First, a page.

Youth Turnout in April Primary Election


First time voters who were 18 by election day had the momentous opportunity to participate in the Primary Elections Tuesday, April 26.

Both Democrats and Republicans alike were locked in a heated battle to secure their party’s nomination and represent their party in the November general election. Among democratic candidates, Hillary Clinton received 63.1 percent of the vote, while Bernie Sanders 33.2 percent of the vote. Among republican candidates, Donald Trump received 54.5 percent of the vote, followed by John Kasich with 23 percent and Ted Cruz with 18.8 percent, according to the Maryland Board of Elections.

Montgomery County Board of Elections also held elections for Board of Election seats. Jeanette Dixon and Phil Kauffman will advance to the General Election to compete for the “at-large”seat after receiving 31 and 27 percent of the vote during the Primary.

Although midterm elections have historically had less turnout than general elections, with the rise of social media, many youth are getting involved in political discussion and actively becoming concerned with national issues. Having information about how, where, and when to vote is a crucial component in increasing voter turnout, not only for youth.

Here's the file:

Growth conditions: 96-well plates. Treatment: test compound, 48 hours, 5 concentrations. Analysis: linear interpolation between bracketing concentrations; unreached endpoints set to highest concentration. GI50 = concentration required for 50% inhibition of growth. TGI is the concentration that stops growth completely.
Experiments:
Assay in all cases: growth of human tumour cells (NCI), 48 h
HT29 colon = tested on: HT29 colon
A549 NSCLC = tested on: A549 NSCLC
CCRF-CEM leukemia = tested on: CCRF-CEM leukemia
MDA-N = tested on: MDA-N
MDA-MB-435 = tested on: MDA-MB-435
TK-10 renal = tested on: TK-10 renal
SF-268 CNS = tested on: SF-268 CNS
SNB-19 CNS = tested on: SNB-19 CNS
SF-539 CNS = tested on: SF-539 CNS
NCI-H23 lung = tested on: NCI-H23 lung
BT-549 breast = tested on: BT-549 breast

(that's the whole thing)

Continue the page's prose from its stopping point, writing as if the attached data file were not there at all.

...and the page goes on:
“It’s really frustrating when I hear other students say that their vote doesn’t matter when it can actually make a difference and can have an impact on who’s in the White House for the next four years,” said senior Emily Gee.

While individuals ages 18-29 make up 23 percent of eligible voters according to MSNBC, millennials have often been criticized for their lack of turnout. With national organizations like Rock the Vote and Montgomery County-based organizations like the Future Vote Initiative, youth are being increasingly encouraged to get out and vote on election day.

Future Vote was developed by Gilberto Zelaya and approved by the Board of Education (BOE) in 2004 and has since served over 16,000 families and 26,000 students in Montgomery County. The program’s main goal is to increase civic participation and create interest in the voting process. Future vote works with students as young as 11 to expose them to the voting process before they can even cast a ballot and eventually hopes for these students to serve as election judges when they turn 17.

Founder of Future Vote Dr. Gilbeto Zelaya said “voters don’t understand the sacrifice and coordination needed to pull [election day] off.”

While some RHS students took advantage of relaxing during the day off of school, some eligible students elected to participate in Primary Day voting. In order for a student to have participated in voting, they had to register by April 5. Nonetheless, registration for the general election will remain open until October.

“As a nation we’re young, we’ve gone through so much, we’ve had families and individuals who made sacrifices that allow individuals the right to vote but also the right not to vote,” said Zelaya.